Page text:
Thanks for pointing about the other bug on the grub not booting the Windows 8. I will fix it now. 
I agree with you that the graphics issue is not related, I just mentioned it just in case somebody wants to insist in the installation docs (I think it is written already) about the need of using non-free packages to make some graphic cards to work. Newbies use to be discouraged of using Debian because of this kind of things

Thanks again. Please let me know if I can help further.



Boot method: CD netinst
Image version: debian-testing-amd64-netinst.iso (version 20130417) 
Date: 2013-04-17, 18:00 UT  (20:00 CET) 

Machine: HP Pavillion p6-2306es, Intel core i5, 6 GB RAM
rootfs                                                 rootfs    653954576 156762724   463972884  26% /
udev                                                   devtmpfs      10240         0       10240   0% /dev
tmpfs                                                  tmpfs        608444       664      607780   1% /run
/dev/disk/by-uuid/23716695-21dc-4f05-8429-291f7621f862 ext4      653954576 156762724   463972884  26% /
tmpfs                                                  tmpfs          5120         0        5120   0% /run/lock
tmpfs                                                  tmpfs       2466160       292     2465868   1% /run/shm
/dev/sda7                                              vfat          34260       117       34144   1% /boot/efi

Base System Installation Checklist:
[O] = OK, [E] = Error (please elaborate below), [ ] = didn't try it

Initial boot:           [O]
Detect network card:    [O]
Configure network:      [O]
Detect CD:              [O]
Load installer modules: [O]
Clock/timezone setup:   [O]
User/password setup:    [O]
Detect hard drives:     [O]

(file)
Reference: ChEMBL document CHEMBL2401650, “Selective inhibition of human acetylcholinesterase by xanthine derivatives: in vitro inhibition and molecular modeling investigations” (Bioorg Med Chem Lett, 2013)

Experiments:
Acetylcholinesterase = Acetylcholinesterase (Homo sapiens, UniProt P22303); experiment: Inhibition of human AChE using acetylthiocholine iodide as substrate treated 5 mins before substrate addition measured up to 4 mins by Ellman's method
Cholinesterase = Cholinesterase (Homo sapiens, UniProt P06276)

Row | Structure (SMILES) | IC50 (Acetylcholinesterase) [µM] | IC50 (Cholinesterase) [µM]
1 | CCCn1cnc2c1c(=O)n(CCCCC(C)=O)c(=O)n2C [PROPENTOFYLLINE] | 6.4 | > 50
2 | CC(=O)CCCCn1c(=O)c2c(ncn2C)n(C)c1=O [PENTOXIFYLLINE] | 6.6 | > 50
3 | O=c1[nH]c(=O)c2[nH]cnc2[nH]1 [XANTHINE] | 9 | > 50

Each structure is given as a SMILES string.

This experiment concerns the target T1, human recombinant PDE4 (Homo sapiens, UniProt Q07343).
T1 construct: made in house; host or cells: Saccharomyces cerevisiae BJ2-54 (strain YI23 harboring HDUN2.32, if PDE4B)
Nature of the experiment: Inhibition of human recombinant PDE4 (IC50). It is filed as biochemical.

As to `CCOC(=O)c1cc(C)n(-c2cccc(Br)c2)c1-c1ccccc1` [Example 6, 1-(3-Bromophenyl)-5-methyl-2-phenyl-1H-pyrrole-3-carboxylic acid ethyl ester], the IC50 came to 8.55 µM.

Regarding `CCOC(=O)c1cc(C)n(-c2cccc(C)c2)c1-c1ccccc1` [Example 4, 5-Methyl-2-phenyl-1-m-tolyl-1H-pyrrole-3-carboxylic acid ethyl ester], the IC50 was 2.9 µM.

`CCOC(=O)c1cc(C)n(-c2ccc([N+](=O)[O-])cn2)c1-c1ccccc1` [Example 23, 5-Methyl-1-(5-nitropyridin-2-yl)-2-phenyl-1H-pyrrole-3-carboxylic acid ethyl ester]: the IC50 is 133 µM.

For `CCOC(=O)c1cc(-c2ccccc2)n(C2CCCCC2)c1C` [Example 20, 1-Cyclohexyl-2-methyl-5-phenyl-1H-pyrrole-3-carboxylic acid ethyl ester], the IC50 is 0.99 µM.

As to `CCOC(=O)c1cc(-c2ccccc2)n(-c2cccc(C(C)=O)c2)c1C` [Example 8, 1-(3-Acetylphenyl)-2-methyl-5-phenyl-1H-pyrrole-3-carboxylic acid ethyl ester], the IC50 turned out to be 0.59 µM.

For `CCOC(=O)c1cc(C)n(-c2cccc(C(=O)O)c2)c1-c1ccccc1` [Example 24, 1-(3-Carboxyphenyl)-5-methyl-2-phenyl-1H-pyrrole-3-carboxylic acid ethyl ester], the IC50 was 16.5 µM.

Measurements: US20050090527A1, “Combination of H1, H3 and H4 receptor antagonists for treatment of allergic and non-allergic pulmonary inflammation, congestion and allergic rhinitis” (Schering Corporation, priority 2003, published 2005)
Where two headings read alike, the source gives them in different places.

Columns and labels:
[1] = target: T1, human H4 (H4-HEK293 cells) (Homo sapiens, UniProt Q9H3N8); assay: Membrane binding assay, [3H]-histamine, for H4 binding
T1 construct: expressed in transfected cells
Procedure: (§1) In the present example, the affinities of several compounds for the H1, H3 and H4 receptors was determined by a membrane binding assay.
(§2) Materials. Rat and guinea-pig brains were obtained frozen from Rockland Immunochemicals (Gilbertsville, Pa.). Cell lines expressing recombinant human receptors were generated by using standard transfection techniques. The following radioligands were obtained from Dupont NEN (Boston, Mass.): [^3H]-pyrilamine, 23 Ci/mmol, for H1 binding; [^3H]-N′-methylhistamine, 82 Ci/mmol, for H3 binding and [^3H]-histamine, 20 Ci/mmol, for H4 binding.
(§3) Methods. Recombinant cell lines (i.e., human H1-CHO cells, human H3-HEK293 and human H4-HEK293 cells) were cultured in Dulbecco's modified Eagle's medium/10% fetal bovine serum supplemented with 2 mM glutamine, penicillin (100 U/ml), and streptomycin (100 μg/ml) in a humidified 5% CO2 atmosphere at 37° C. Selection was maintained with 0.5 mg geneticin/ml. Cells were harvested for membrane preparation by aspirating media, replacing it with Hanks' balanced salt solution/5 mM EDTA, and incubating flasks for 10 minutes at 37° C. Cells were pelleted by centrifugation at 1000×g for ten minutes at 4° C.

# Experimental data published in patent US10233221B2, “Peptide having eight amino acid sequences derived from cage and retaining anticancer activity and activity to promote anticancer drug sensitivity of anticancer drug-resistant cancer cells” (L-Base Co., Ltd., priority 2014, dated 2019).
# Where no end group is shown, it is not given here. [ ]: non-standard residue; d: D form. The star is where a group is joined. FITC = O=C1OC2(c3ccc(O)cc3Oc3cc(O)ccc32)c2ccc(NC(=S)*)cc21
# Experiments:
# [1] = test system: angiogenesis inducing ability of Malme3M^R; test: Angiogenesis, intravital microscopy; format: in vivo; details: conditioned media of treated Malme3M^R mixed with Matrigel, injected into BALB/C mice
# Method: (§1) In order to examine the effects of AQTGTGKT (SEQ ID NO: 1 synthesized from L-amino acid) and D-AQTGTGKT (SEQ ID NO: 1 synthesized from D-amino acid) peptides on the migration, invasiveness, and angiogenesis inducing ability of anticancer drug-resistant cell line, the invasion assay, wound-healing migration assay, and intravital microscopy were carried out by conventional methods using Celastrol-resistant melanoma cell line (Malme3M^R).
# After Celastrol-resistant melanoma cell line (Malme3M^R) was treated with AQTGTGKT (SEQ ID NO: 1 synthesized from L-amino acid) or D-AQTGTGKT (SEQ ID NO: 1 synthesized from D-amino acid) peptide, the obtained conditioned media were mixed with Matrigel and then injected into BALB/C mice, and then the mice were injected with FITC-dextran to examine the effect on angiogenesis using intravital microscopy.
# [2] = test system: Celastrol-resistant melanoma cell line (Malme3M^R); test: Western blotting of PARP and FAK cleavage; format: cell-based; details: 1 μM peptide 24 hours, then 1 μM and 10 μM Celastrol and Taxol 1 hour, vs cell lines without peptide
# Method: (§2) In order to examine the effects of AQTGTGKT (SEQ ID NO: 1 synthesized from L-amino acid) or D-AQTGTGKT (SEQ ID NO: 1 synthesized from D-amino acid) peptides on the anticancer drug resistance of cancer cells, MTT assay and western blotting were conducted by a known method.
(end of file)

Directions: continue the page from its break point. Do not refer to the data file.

Partition hard drives:  [E]
Install base system:    [O]
Install tasks:          [O]
Install boot loader:    [E]
Overall install:        [O]


- The initial partitions in the "guided partition" of the disk made
 just two linux partitions, the main one and the swap. With that
 scheme I did not manage to boot the system. THen I made my own
 partitions, using ~36 MB for an EFI partition, plus the main
 partition (where / is mounted) and the swap.  That scheme worked
 fine, except for...

- The grub installed almost correctly. It enters to Debian
 smoothly. But when I try to enter to Windows 8 it tells me:

   Error: unknown command 'drivemap'
   Error: invalid EFI file path

 Right now I have to go through the startup menu of the Bios to
 enter Windows 8. I haven't managed to solve this problem myself.
OK, *this* is a known issue that I've reported myself. See
http://bugs.debian.org/698914 for the bug report, and information on
how to work around it.

The question of the guided partition must be solved for the UEFI
systems (I believe this should be easy), or at least a note should be
put somewhere telling how to make your own manual partition.
ACK - I expect the code to already work...

- Finally, the graphics did not work correctly until I installed the
 packages related to the (non-free) driver of fglrx (for AMD/ATU
 Radeon HD series). Before that it displayed some graphics but
 gnome3 was not able to start.
OK, that's an unrelated issue..